Education is among the basic needs in the current world. A person requires food, clothing, and shelter. However, to survive in the digital world, one requires education to shed light on his way. Many countries in the world have taken education as a basic need; therefore, emphasizing that the young generation should pursue its high levels. Other states have concentrated many resources in education to ensure that they offer the best to learners. African countries are not left behind since during the colonial period many has adopted the education systems of their colonial masters that are contributing towards social, political, and economic development. The paper will focus on the challenges that African youths are facing and what the government can do to improve their lives. Besides, it will examine the measures that the government is taking to make youths live better.

The authorities should put in place measures and programs to ensure that African youths reap maximum benefits from the expected boost in the economy. Among these programs that the government can work on are agriculture programs. Most youths in Africa practice both subsistence and cash crop farming.  Some communities have a nomadic lifestyle; they rely on their animals for a living. Hence, this poses a serious problem since Africa is known to experience widespread drought and famine. At times, some parts are swept away by raging floods. Many have abandoned this lifestyle and left rural areas in search of opportunities. The government is introducing more drought resistance and quality crops to farmers to increase food production and reduce losses. Therefore, youths are benefiting a lot from these programs.

The governments are doing commendable work while encouraging diversification of the economy by supporting major programs with growth potentials. Most individuals are conscious of the use of education and have fully embraced it as the key to a better future. Some governments have come up to introduce free and affordable education from primary to university level (Mungazi 56). Free and cheap education is evidenced by the huge population of university graduates. Therefore, this fact presents a large pool of the labor force ready to take up the job markets. There is stiff competition for available vacancies in the market, and only a few talented can get them. Unemployment presents a challenge for African Democracies since every year people are graduating from colleges and universities hoping to secure employment in the public and private sectors. What happens when youths fail to get jobs? There is serious moral decay in the society, due to frustrations; they are engaging in all sorts of vises ranging from substance abuse, crime, and irresponsible sexual behaviors (Mungazi 60). This scares away investors who in turn hold any investment plans they may be having.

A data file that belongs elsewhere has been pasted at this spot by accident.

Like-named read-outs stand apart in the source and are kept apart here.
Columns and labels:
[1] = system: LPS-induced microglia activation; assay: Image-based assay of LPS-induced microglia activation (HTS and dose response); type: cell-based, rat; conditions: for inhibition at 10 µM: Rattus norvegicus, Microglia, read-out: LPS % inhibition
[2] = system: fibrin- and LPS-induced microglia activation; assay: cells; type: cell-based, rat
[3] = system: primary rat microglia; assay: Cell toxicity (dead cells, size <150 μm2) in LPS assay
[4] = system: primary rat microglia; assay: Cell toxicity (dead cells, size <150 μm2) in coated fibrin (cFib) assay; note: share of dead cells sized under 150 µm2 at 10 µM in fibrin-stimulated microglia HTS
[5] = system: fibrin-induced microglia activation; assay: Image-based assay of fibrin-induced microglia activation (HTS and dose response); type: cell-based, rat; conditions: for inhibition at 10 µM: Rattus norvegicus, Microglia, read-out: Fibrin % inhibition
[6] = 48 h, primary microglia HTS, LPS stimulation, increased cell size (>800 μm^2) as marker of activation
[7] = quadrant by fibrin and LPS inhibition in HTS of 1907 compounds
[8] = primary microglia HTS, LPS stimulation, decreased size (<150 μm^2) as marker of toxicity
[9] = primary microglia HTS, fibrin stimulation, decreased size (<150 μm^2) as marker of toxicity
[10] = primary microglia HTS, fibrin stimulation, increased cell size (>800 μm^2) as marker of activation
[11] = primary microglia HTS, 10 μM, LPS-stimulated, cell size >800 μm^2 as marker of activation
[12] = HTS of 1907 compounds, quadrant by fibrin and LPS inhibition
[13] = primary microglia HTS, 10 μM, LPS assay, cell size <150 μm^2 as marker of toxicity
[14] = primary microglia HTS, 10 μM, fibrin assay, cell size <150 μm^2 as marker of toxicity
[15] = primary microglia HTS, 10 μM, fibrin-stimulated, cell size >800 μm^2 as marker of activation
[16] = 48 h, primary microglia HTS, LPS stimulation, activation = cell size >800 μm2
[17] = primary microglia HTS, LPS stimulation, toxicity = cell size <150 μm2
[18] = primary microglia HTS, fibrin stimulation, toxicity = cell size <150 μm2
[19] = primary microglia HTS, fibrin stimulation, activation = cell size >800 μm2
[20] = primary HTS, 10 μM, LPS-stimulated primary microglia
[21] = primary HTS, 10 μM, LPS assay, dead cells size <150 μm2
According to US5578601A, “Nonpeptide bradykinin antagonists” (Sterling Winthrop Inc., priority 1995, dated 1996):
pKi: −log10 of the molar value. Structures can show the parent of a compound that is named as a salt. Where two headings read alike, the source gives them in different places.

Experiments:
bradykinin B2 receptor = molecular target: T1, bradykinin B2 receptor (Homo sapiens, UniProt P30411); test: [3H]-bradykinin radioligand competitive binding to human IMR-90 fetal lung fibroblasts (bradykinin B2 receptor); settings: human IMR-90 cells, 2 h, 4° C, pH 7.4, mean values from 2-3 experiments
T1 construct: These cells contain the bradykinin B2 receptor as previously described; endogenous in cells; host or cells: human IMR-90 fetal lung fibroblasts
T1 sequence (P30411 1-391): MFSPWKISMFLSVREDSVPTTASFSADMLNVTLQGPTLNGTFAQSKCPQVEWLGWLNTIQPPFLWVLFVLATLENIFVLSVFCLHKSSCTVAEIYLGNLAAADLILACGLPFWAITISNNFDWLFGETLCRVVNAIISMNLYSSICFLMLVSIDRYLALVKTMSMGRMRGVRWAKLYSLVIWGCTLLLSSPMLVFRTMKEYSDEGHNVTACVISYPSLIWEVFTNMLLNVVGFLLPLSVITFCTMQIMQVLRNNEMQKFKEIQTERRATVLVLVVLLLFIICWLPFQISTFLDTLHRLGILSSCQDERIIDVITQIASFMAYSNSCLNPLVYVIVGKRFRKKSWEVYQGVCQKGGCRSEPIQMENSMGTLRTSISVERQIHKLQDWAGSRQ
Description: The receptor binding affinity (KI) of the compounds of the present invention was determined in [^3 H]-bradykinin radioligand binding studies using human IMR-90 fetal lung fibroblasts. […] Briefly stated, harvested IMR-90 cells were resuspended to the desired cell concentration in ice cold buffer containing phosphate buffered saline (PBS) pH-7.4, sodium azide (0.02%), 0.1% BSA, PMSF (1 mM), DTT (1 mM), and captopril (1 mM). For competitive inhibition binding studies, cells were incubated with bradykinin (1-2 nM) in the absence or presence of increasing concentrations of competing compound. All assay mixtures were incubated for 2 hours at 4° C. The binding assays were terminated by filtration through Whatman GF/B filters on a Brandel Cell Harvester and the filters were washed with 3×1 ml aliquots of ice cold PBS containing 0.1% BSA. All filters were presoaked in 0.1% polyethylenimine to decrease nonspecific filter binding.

African governments and international donors are aware that it is time to empower youths. It is indeed true that a poorly managed youth generation can result in civil conflicts and instability. To connect the aids of economic dividends, the political leadership must step up with clear actions and development plans for their citizens. It is never late to initiate corrective measures. They should ensure they put in place long-term strategies to deal with this menace. Unless they create reforms, this will remain unsolved and may worsen the situation. Over and above, serious structural and policy changes should be made in the government ministries and departments. They should consider privatization of major government-owned companies to ensure proper management and creation of jobs.

To curb the problem of rural-urban migration, the governments should encourage companies to invest in rural areas (Summers 34). The firms should be given various incentives such as tax holidays and financial boost. The governments should consider improving the infrastructures in rural areas; the roads should be improved to ease the transportation of agricultural produce and other necessities. For efficiency purposes, the governments should come up with a project to connect all rural areas with electricity that is a major factor in production. They should link up farmers with a ready market for their agricultural produce, and they can also take the initiative to buy from farmers directly and export directly to the foreign market. The income will boost the country’s foreign exchange earnings. To make sure that there is food security, the governments should intensify irrigation farming in all drought-prone areas. They should also introduce a variety of drought-resistant crops in those areas; these are crops that can withstand unfavorable weather conditions.